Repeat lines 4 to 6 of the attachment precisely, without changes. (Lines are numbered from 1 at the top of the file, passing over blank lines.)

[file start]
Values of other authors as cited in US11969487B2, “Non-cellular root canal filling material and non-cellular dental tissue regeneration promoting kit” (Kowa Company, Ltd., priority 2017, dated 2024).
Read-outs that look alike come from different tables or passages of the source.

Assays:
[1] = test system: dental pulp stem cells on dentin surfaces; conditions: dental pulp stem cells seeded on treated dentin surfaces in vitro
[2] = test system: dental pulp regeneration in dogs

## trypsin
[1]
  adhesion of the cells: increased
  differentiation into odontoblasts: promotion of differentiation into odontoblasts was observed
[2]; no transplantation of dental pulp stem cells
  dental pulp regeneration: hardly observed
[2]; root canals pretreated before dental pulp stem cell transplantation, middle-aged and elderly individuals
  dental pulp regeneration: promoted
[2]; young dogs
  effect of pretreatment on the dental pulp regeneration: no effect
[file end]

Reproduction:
[1] = test system: dental pulp stem cells on dentin surfaces; conditions: dental pulp stem cells seeded on treated dentin surfaces in vitro
[2] = test system: dental pulp regeneration in dogs

## trypsin